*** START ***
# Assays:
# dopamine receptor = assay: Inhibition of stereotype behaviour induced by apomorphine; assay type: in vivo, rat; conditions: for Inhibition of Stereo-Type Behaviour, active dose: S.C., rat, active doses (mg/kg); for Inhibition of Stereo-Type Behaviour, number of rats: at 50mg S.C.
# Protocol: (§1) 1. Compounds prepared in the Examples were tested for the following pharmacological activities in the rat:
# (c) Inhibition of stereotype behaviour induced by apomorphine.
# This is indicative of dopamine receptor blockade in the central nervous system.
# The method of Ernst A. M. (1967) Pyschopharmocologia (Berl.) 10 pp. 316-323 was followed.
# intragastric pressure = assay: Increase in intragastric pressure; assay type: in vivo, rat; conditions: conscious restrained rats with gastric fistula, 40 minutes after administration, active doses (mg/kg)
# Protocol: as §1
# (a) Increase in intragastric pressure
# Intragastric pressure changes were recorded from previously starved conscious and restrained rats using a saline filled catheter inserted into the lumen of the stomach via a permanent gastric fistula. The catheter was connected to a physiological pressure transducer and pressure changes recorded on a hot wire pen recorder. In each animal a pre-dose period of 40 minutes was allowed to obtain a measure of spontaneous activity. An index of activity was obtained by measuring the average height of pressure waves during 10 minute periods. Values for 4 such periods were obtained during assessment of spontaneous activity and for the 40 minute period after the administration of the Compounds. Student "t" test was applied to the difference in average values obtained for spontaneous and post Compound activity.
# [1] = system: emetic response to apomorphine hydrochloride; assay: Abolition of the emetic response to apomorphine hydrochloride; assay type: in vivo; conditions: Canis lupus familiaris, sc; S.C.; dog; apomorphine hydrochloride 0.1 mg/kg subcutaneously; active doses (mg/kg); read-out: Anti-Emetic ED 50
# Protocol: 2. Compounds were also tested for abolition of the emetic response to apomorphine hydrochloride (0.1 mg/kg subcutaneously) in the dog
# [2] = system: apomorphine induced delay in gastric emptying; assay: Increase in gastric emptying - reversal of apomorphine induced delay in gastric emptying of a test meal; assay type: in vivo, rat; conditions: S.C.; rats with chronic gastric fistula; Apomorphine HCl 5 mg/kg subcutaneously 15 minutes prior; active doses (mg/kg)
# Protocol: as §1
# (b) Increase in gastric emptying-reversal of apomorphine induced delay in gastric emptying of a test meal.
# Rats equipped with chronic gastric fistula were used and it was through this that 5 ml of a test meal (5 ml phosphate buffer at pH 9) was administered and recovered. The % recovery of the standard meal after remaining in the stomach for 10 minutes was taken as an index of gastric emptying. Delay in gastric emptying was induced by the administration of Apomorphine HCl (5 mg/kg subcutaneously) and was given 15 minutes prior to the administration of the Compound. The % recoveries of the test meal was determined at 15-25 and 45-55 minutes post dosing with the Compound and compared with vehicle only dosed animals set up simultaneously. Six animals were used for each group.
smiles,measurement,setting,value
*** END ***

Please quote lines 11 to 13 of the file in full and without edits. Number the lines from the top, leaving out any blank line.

# [1] = system: emetic response to apomorphine hydrochloride; assay: Abolition of the emetic response to apomorphine hydrochloride; assay type: in vivo; conditions: Canis lupus familiaris, sc; S.C.; dog; apomorphine hydrochloride 0.1 mg/kg subcutaneously; active doses (mg/kg); read-out: Anti-Emetic ED 50
# Protocol: 2. Compounds were also tested for abolition of the emetic response to apomorphine hydrochloride (0.1 mg/kg subcutaneously) in the dog
# [2] = system: apomorphine induced delay in gastric emptying; assay: Increase in gastric emptying - reversal of apomorphine induced delay in gastric emptying of a test meal; assay type: in vivo, rat; conditions: S.C.; rats with chronic gastric fistula; Apomorphine HCl 5 mg/kg subcutaneously 15 minutes prior; active doses (mg/kg)